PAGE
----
Stanford running back Christian McCaffrey speaks at the Pac-12 NCAA college football media day in Los Angeles Friday, July 15, 2016. (AP Photo/Reed Saxon)
Reed Saxon
July 15, 2016

LOS ANGELES (AP) All it took was three Pac-12 titles in four years for Stanford to finally get the nod in the preseason media poll.

It marked a first for the Cardinal in the 56-year history of the poll, having previously never been slotted higher than second in the Pac-12 North in the five seasons since adding divisional play and a title game, a span that coincides with head coach David Shaw's tenure.

The newfound admiration is taking a little getting used to.

''It truly shows that you have no idea what you are doing,'' Shaw jokingly told reporters Friday.

''It feels strange,'' defensive lineman Solomon Thomas said. ''We're thankful for that, but we're just going to keep our head down and have that tunnel vision.''

After years of finding reasons not to vote Stanford in the top spot ranging from the departure of head coach Jim Harbaugh to the exit of quarterback Andrew Luck, the Cardinal seemingly have earned the benefit of the doubt despite losing four-year starting quarterback Kevin Hogan, three dominant offensive linemen and stalwart inside linebacker Blake Martinez. Shaw pointed to the back of the ballroom on the fifth floor of the Hollywood and Highland complex, where running back Christian McCaffrey was holding court, as the reason for that confidence.

''It's a sign of respect and I think it has a lot to do with the guy in the back left corner of the building there, but once we start practicing and playing games, all of that goes away,'' Shaw said.

McCaffrey was the undisputed star of the otherwise sleepy Pac-12 media days, with last season's Heisman Trophy runner-up detailing everything from his encounter with pro wrestler Ric Flair at the ESPY Awards earlier in the week - ''I just shook his hand. I didn't whoo. I couldn't get it out.'' - to his pet potbellied pig named Tarance.

''He died of obesity,'' McCaffrey said.

McCaffrey shredded Iowa for a Rose Bowl-record 368 all-purpose yards in Stanford's dominating 45-16 win, finishing his sophomore season with 2,019 yards rushing. Shaw expects opposing defenses to focus on McCaffrey, especially as redshirt senior Ryan Burns or redshirt junior Keller Chryst settles in at quarterback, but believes the presence of other returning skill position players could allow him to surpass his record-setting season.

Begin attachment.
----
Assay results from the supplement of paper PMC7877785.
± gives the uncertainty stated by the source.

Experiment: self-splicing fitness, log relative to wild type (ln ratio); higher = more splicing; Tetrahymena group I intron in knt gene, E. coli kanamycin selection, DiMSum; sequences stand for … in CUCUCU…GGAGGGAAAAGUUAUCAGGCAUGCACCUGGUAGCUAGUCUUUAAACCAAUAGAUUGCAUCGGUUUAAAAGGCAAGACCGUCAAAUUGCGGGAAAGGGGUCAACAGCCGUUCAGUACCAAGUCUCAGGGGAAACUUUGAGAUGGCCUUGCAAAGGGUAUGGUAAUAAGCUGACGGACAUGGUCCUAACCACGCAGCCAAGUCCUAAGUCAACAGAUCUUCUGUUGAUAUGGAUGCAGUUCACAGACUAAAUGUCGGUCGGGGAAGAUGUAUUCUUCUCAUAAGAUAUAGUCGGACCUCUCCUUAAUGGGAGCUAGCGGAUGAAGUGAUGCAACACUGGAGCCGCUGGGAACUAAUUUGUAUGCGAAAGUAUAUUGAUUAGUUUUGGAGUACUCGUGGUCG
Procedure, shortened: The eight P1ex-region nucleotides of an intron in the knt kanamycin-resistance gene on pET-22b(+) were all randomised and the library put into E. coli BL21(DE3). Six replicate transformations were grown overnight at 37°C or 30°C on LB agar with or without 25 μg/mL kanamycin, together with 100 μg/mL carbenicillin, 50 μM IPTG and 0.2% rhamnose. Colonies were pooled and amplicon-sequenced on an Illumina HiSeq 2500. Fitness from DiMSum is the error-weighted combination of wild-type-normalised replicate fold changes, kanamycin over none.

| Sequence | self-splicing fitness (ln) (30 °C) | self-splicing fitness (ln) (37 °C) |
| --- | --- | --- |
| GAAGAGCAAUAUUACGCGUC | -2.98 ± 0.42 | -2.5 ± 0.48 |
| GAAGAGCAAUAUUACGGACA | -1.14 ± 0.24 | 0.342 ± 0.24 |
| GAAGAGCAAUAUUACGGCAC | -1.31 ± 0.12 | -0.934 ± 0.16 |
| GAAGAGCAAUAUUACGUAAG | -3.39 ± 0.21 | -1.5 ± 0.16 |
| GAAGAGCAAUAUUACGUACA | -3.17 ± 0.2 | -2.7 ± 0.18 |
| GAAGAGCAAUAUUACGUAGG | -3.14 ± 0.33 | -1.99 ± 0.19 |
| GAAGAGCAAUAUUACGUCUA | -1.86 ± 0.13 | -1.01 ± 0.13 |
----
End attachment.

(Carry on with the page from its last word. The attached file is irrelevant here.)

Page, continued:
''That's why you have a great team,'' Shaw said. ''Having all those guys around him with experience, with playing ability . helps Christian be what Christian can be and maybe make him even more dangerous knowing that he has more dangerous guys around him.''

And while the Pac-12 negotiated for earlier television broadcast windows to avoid the stretch of late-night games Stanford had to play last season, McCaffrey had no interest in the idea that Heisman voters right actually see him play rather than just looking at highlights and box scores.

''As far as exposure goes, I could care less,'' McCaffrey said. ''Whether I have the greatest season ever and everybody sees it or I have the worst season ever and no one sees it, if I'm playing football that'll bring me peace and that's where I am happy.''

That mentality of never being satisfied has been a constant during Stanford's football renaissance. McCaffrey said the underdog attitude that permeated the locker room and caught his eye as a recruit is still there, even coming off a conference championship and the expectations of winning another.

''Nothing's changed,'' McCaffrey said.

Maintaining such commitment might allow Stanford to avoid continuing the dubious history of the preseason media poll. Only two of the previous nine selections actually won the Pac-12 that season.

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